Black & White Poster of Construction Workers - RCA Building at Rockefeller Center
Construction Workers Take a Lunch Break on a Steel Beam Atop the RCA Building at Rockefeller Center
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Rockefeller Center, between Fifth and Sixth Aves., 48th and 51st Sts., by Reinhard and Hofmeister, Corbett, Harrison and MacMurray, and Hood and Fouilhoux, comprises 14 buildings upsurging from a base of 12 land acres. The RCA Building is the tallest (850 ft., 70 stories) in the group. Four buildings are used as Fifth Ave. showcases for foreign nations: the British Empire Building, La Maison Française, Palazzo d'Italia, and the International Building East. Behind the last two rises the second International Building. The Time and Life Building, the Associated Press Building, and 30 Rockefeller Plaza (RCA Building Tower) surround the Plaza. The Fifth Avenue entrance is the most impressive. The Channel slopes from the avenue down to a flight of steps leading to the Sunken Plaza with series of fountains and other decorations.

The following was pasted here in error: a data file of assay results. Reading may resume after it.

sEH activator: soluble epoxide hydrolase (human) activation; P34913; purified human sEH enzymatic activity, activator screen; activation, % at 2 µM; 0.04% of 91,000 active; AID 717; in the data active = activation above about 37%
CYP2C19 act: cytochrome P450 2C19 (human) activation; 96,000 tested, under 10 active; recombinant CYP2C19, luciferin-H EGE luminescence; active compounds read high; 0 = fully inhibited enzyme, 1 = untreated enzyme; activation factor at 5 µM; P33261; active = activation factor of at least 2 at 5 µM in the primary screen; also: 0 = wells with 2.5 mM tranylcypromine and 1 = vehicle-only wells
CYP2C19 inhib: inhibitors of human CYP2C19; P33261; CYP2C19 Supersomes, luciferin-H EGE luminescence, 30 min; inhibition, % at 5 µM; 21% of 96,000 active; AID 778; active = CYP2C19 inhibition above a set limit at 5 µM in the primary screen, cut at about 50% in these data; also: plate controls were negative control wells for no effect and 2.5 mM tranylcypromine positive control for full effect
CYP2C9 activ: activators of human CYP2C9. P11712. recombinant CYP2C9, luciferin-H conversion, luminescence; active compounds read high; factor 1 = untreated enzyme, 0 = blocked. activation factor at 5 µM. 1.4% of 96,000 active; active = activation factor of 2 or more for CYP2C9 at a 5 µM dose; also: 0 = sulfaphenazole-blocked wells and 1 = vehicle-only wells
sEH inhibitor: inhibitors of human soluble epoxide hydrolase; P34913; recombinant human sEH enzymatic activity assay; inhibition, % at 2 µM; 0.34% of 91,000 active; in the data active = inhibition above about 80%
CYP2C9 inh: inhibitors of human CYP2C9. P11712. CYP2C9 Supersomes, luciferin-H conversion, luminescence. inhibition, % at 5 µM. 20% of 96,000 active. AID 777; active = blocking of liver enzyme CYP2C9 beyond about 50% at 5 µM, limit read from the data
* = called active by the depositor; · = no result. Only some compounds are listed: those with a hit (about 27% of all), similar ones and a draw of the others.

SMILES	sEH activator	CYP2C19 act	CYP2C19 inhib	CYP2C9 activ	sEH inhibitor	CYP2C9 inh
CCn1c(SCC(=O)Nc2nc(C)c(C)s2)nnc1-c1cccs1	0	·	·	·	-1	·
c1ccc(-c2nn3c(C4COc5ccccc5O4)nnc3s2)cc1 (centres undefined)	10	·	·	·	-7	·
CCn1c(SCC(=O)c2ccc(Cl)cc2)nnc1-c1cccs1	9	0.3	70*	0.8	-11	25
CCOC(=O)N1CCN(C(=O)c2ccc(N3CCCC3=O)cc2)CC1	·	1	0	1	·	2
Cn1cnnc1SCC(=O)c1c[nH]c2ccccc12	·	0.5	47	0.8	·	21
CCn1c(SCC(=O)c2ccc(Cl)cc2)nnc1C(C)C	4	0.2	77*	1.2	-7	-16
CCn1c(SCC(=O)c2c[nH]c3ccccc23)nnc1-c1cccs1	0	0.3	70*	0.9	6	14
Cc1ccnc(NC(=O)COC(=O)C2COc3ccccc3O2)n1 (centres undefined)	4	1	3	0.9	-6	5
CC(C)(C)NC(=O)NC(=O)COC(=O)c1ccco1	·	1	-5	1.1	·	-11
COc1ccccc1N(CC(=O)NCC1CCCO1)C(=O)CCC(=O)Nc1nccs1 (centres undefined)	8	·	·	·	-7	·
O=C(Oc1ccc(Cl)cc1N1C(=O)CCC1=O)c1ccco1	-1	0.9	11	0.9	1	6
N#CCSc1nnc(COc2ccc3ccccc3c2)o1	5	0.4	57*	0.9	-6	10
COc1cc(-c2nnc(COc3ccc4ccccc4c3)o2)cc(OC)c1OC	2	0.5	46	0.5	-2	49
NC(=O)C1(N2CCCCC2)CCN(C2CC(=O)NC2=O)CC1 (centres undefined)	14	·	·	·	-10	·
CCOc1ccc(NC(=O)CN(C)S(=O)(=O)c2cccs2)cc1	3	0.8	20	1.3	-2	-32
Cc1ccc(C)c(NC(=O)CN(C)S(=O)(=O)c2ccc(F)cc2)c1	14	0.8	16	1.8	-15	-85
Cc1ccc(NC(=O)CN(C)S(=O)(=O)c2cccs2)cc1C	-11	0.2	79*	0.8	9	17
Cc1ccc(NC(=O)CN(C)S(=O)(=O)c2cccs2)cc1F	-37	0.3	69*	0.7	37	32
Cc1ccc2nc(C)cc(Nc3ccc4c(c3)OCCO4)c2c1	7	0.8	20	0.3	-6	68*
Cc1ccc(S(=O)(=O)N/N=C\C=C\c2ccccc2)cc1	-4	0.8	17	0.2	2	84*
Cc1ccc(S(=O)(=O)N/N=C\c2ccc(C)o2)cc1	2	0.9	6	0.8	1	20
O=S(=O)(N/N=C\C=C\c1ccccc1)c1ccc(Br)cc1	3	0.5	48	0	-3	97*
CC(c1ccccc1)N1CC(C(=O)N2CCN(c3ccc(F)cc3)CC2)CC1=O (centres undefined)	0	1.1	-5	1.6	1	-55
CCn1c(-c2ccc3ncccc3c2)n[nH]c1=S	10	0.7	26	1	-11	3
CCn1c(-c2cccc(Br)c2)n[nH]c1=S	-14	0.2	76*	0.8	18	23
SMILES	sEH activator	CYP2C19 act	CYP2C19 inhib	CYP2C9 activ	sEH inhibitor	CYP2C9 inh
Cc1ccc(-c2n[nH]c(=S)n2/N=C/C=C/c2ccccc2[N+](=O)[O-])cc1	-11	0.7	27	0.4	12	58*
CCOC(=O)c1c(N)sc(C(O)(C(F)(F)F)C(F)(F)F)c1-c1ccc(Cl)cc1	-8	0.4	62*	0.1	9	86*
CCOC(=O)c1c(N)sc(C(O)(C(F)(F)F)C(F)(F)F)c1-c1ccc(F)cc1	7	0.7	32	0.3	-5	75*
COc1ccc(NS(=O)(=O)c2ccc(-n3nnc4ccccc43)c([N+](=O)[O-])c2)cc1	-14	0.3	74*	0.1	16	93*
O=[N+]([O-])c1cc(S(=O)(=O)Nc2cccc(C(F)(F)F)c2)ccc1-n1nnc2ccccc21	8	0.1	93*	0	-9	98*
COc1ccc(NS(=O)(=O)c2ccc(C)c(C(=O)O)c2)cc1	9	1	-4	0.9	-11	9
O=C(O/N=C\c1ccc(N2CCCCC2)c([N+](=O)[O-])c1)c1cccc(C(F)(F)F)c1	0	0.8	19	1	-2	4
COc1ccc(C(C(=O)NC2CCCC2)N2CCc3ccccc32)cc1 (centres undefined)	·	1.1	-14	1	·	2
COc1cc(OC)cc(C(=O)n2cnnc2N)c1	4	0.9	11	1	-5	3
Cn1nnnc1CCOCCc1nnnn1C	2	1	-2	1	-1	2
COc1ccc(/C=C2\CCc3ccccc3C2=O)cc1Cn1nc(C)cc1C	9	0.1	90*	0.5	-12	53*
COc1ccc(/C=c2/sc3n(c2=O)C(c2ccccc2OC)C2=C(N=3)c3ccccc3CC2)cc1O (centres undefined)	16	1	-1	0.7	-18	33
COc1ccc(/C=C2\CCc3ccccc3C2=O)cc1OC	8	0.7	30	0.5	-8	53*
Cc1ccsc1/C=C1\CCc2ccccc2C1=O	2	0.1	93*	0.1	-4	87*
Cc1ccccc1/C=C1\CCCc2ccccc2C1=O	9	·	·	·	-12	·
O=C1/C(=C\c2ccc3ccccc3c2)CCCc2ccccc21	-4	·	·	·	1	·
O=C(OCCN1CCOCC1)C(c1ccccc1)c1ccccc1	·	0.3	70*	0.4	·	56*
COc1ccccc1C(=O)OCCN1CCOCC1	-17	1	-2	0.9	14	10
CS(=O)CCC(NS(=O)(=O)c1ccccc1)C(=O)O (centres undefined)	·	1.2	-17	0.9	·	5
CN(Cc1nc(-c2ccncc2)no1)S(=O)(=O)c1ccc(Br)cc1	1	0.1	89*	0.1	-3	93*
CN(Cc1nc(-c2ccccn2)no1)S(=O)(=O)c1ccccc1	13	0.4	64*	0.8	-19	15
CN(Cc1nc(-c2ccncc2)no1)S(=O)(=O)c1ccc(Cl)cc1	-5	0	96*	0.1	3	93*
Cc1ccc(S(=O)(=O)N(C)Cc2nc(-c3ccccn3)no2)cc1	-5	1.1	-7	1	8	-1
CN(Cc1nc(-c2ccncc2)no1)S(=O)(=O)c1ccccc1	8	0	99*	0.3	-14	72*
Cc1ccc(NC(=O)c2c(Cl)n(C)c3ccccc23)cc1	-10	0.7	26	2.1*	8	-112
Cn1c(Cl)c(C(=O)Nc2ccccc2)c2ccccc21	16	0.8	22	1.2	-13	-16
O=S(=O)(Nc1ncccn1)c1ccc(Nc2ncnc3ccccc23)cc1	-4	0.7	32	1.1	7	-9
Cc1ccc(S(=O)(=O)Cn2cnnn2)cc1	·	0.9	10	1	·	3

The twelve buildings of Rockefeller Center constitute not only a vast skyscraper group but an organized city. The group, said to be the largest ever undertaken by private enterprise, represents the belated culmination of the boom of the 1920's.
Covering twelve land acres in the fashionable mid-town shopping district, the project includes a vast skyscraper office center, a shopping center, an exhibition center, and a radio and amusement center. The western front, along Sixth Avenue, is made up of buildings devoted primarily to entertainment: the RKO Building and the adjoining Radio City Music Hall, the National Broadcasting Company's extension of the seventy-story RCA Building, and the Center Theater. The name "Radio City," which is often incorrectly applied to all of Rockefeller Center, properly designates only this western portion.